A major research goal in this project is to understand the role of the extracellular matrix in metastasis and invasion, focusing currently on identifying integrin-mediated signaling pathways that regulate tumor invadopodia assembly and function in proteolytic degradation. A fundamental question in cancer biology is the relationship of the local matrix environment to cancer progression. For example, a common feature of carcinomas is the induction of a dense collagenous matrix surrounding tumors during the process of desmoplasia. However, whether this increase in collagen is protective against tumor expansion or actually contributes to cancer pathogenesis is not known. We have been characterizing in depth the effects of extracellular matrix on invadopodia formation, testing a current hypothesis that increased matrix density contributes to cancer pathogenesis. We have been developing two different systems to test this concept: (a) evaluating effects of endogenous desmoplastic 3D matrix from human tumors on invadopodia formation, and (b) using an in vitro system to model this dense collagenous matrix in order to identify novel molecular mechanisms regulating invadopodia formation. We have developed methods to test the capacity of intact, cell-free 3D human tumor matrix on the ability of tumor cells to form invadopodia. This new protocol uses extracted extracellular matrix from cryostat sections of human breast and pancreatic cancers versus normal adjacent tissue. Its development required solving various technical problems to successfully produce intact, cell-free 3D human tissue matrix suitable for testing cell-matrix interactions and performing immunofluorescence analyses. We have also developed a new high-density 2D fibrillar collagen matrix system to try to mimic this dense fibrillar collagen in tumors and are testing its effects on cell signaling and invadopodia formation. Interactions at the cell surface are likely to play important roles in many diseases. We have been involved in a long-term collaboration with Dr. Subhash Dhawan in CBER, FDA to characterize cell-surface and extracellular interactions involved in the pathogenesis of infectious diseases. We have completed a study showing a link between macrophage stimulation via LPS and protection against HIV infection at both entry and viral replication steps, which involves heme oxygenase-1 (HO-1) and elevation of cytokines. This study identifies a novel role for HO-1 in host immune response against HIV infection. This approach was then extended to evaluate HO-1 induction by hemin in a prostate tumor cell line;it inhibited cell proliferation rate and susceptibility of the cells to retroviral infection. We are evaluating efficacy of hemin treatment of human macrophages and its associated HO-1 induction for suppression of infectivity by two other viruses, dengue and West Nile virus, as well as the protozoan parasite Leishmania. We suggest that HO-1 induction might provide a potential host-defense therapeutic strategy against a variety of pathogens. Since protease degradation of extracellular matrix proteins is a common theme in multiple diseases, a possible therapeutic approach would be to use matrix molecules stabilized against proteases, for example to promote resolution of chronic wounds or periodontal disease characterized by excessive proteolysis and destruction of extracellular matrix. We have initiated collaboration with Dr. Nancy Karuri at the Illinois Institute of Technology, who is developing functional fibronectin molecules that are protected from proteases by conjugation with polyethylene glycol polymers.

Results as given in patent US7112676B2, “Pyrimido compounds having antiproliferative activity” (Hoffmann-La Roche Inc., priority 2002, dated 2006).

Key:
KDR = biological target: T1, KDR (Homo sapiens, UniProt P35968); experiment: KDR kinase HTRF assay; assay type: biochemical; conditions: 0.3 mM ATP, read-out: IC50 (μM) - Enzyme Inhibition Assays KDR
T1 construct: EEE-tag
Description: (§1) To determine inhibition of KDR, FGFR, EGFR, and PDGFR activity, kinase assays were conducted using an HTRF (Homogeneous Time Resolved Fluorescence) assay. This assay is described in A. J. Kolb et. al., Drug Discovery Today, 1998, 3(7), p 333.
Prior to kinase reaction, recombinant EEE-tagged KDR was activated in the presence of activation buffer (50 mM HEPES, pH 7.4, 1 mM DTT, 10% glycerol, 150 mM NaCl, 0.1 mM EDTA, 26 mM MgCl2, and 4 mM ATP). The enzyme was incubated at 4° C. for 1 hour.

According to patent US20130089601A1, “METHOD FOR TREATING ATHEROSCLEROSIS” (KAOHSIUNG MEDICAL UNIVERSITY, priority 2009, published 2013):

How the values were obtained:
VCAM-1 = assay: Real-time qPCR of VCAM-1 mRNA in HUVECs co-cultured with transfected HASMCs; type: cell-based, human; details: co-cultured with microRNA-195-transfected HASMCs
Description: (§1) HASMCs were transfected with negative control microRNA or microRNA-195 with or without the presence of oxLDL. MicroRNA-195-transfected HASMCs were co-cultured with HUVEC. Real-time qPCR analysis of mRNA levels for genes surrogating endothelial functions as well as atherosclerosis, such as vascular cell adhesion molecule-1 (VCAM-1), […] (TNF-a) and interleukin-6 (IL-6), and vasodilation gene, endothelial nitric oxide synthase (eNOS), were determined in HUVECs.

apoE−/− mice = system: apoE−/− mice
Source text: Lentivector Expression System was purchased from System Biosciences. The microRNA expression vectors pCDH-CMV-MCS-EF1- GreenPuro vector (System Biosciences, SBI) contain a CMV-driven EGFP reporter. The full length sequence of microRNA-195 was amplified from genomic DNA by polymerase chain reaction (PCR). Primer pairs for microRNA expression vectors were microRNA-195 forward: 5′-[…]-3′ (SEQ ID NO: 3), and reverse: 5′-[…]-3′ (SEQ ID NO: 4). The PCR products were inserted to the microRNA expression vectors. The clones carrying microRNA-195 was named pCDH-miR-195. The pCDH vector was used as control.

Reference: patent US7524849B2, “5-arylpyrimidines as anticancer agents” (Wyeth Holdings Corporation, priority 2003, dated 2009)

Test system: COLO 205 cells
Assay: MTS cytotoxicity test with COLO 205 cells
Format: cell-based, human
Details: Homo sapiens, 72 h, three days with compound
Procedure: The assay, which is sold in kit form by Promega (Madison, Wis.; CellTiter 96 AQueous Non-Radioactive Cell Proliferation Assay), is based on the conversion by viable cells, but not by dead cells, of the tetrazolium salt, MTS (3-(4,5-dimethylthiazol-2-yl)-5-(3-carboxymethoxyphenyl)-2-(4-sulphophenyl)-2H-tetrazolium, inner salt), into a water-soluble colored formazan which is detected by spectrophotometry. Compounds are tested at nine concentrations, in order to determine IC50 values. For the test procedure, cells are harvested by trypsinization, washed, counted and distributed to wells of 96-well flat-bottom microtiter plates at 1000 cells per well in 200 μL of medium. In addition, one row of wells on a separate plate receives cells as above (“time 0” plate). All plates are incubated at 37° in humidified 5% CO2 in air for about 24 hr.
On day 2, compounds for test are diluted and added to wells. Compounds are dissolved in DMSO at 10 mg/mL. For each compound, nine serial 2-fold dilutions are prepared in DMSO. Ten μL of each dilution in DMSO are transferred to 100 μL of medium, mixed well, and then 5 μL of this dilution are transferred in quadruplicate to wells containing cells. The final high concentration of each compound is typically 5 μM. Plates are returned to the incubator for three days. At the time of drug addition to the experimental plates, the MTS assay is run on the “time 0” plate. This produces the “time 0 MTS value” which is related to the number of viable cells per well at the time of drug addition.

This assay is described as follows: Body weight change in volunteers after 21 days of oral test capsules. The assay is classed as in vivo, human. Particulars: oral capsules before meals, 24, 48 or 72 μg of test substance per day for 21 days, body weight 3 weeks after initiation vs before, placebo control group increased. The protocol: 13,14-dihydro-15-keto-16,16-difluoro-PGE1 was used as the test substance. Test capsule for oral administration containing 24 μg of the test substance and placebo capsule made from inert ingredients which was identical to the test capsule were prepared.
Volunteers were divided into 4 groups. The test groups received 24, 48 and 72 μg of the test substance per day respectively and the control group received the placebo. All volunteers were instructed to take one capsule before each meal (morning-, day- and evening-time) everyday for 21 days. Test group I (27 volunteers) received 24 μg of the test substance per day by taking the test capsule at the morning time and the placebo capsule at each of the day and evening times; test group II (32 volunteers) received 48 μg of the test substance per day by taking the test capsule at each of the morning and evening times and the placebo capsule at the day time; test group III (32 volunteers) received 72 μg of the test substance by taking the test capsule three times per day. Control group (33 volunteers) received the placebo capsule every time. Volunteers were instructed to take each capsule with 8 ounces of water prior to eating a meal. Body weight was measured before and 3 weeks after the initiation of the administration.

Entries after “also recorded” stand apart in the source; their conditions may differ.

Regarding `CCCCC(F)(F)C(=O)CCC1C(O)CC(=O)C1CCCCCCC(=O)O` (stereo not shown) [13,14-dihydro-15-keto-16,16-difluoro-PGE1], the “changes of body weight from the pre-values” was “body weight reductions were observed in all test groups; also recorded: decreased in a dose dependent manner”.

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National Institute of Dental & Craniofacial Research
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Artym, Vira V (2016) Preparation of High-Density Fibrillar Collagen Matrices That Mimic Desmoplastic Tumor Stroma. Curr Protoc Cell Biol 70:10.19.1-10.19.11
Koo, Hyun; Yamada, Kenneth M (2016) Dynamic cell-matrix interactions modulate microbial biofilm and tissue 3D microenvironments. Curr Opin Cell Biol 42:102-112
Artym, Vira V (2016) Dense fibrillar collagen is a master activator of invadopodia. Mol Cell Oncol 3:e1035476
Takeda, Kazuyo; Adhikari, Rewati; Yamada, Kenneth M et al. (2015) Hemin activation of innate cellular response blocks human immunodeficiency virus type-1-induced osteoclastogenesis. Biochem Biophys Res Commun 464:7-12
Artym, Vira V; Swatkoski, Stephen; Matsumoto, Kazue et al. (2015) Dense fibrillar collagen is a potent inducer of invadopodia via a specific signaling network. J Cell Biol 208:331-50
Bacot, Silvia M; Feldman, Gerald M; Yamada, Kenneth M et al. (2015) Pathogenic prion protein fragment (PrP106-126) promotes human immunodeficiency virus type-1 infection in peripheral blood monocyte-derived macrophages. Virology 476:372-6
Meseda, Clement A; Srinivasan, Kumar; Wise, Jasen et al. (2014) Non-coding RNAs and heme oxygenase-1 in vaccinia virus infection. Biochem Biophys Res Commun 454:84-8
Zhou, Zhao-Hua; Kumari, Namita; Nekhai, Sergei et al. (2013) Heme oxygenase-1 induction alters chemokine regulation and ameliorates human immunodeficiency virus-type-1 infection in lipopolysaccharide-stimulated macrophages. Biochem Biophys Res Commun 435:373-7
Sansing, Hope A; Sarkeshik, Ali; Yates, John R et al. (2011) Integrin αβ1, αvβ, α6β effectors p130Cas, Src and talin regulate carcinoma invasion and chemoresistance. Biochem Biophys Res Commun 406:171-6
Artym, Vira V; Matsumoto, Kazue; Mueller, Susette C et al. (2011) Dynamic membrane remodeling at invadopodia differentiates invadopodia from podosomes. Eur J Cell Biol 90:172-80

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